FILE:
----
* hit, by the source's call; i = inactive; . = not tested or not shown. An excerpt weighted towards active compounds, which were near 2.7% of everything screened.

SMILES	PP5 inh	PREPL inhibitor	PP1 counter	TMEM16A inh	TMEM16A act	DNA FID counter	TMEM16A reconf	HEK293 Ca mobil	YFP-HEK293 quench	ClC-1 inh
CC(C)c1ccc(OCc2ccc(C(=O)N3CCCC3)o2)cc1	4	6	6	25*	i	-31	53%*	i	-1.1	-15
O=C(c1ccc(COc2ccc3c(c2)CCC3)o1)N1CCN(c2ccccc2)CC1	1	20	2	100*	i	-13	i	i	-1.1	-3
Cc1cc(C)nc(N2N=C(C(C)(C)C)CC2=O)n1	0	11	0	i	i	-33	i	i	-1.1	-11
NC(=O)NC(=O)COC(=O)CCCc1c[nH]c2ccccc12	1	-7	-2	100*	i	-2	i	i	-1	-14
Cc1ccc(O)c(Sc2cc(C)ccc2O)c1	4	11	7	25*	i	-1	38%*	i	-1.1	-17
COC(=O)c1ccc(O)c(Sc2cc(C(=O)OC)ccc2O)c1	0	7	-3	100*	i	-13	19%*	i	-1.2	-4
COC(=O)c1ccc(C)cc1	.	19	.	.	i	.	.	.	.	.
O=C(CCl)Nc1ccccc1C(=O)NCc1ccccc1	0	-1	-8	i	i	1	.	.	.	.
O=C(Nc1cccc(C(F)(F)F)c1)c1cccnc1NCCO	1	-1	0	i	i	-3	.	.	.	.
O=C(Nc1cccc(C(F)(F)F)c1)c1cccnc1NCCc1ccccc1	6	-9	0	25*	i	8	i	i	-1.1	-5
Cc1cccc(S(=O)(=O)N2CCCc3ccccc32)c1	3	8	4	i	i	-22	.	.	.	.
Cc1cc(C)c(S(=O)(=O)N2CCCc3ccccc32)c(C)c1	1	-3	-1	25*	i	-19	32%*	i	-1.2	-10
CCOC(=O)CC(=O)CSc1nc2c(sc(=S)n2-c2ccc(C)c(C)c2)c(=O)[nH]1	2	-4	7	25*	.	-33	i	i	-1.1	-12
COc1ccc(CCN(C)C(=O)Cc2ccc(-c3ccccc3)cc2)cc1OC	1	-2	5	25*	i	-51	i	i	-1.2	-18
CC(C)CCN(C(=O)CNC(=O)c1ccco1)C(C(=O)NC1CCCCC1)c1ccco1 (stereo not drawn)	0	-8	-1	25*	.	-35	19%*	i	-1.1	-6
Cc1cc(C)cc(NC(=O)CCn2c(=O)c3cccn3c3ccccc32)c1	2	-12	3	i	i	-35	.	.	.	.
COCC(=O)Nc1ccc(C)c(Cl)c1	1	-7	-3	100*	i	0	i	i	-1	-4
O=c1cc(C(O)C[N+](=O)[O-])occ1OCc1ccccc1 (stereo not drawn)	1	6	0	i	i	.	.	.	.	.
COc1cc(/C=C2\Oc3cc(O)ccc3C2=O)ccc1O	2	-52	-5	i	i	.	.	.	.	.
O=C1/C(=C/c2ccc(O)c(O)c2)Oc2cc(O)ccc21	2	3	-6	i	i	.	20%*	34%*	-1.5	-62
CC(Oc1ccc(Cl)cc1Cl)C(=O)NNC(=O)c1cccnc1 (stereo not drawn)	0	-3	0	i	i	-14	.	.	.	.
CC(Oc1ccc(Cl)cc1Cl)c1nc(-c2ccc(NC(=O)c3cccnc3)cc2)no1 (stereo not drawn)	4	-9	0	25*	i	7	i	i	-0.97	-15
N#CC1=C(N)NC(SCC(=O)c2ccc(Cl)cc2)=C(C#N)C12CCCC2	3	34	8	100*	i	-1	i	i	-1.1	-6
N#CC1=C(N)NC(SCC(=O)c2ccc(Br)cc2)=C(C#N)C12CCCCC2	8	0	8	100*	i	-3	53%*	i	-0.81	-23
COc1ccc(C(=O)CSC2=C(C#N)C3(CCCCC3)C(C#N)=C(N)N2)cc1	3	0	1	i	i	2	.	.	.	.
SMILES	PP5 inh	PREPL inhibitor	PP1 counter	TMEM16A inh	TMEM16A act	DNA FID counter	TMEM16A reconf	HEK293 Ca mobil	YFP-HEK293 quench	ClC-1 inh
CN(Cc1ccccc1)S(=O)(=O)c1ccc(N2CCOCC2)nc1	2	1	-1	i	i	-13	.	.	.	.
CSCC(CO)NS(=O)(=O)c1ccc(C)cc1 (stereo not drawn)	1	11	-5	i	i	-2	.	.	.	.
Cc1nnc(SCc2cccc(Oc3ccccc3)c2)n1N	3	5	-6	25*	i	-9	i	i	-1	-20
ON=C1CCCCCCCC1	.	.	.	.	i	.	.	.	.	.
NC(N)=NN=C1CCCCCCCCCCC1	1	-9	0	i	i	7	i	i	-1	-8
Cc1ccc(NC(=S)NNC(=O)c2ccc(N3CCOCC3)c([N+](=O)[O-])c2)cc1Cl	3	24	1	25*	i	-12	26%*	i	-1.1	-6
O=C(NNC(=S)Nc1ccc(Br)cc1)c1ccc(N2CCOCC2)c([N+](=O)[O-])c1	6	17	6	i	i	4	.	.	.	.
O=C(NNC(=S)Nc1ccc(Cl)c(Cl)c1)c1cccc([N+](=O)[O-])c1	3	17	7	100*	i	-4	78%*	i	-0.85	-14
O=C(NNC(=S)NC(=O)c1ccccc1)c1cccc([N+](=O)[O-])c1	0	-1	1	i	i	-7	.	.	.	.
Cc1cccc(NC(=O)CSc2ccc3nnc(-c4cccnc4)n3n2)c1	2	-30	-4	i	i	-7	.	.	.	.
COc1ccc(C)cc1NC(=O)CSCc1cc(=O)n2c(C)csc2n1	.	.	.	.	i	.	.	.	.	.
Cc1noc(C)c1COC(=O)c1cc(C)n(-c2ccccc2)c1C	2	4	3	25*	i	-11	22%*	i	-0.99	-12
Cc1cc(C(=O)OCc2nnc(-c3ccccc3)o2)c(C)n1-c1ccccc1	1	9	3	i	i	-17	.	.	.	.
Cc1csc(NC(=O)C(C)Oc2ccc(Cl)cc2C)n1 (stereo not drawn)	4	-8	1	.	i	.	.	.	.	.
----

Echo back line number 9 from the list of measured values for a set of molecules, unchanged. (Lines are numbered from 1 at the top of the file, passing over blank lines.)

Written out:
COC(=O)c1ccc(C)cc1	.	19	.	.	i	.	.	.	.	.